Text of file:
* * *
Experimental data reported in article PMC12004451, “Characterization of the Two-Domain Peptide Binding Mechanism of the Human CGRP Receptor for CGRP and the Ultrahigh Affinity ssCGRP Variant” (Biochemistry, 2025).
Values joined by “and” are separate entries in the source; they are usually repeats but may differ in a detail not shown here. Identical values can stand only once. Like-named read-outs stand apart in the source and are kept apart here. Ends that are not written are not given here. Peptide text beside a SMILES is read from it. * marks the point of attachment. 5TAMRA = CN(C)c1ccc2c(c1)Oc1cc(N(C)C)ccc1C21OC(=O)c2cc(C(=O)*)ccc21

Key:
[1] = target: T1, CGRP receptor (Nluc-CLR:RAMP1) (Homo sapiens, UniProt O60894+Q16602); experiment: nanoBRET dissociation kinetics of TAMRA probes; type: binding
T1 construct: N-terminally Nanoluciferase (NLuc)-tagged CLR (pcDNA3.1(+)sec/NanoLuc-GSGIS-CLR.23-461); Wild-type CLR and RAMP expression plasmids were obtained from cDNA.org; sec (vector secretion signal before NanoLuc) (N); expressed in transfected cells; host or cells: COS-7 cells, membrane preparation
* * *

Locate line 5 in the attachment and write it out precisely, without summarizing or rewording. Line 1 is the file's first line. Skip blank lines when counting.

T1 construct: N-terminally Nanoluciferase (NLuc)-tagged CLR (pcDNA3.1(+)sec/NanoLuc-GSGIS-CLR.23-461); Wild-type CLR and RAMP expression plasmids were obtained from cDNA.org; sec (vector secretion signal before NanoLuc) (N); expressed in transfected cells; host or cells: COS-7 cells, membrane preparation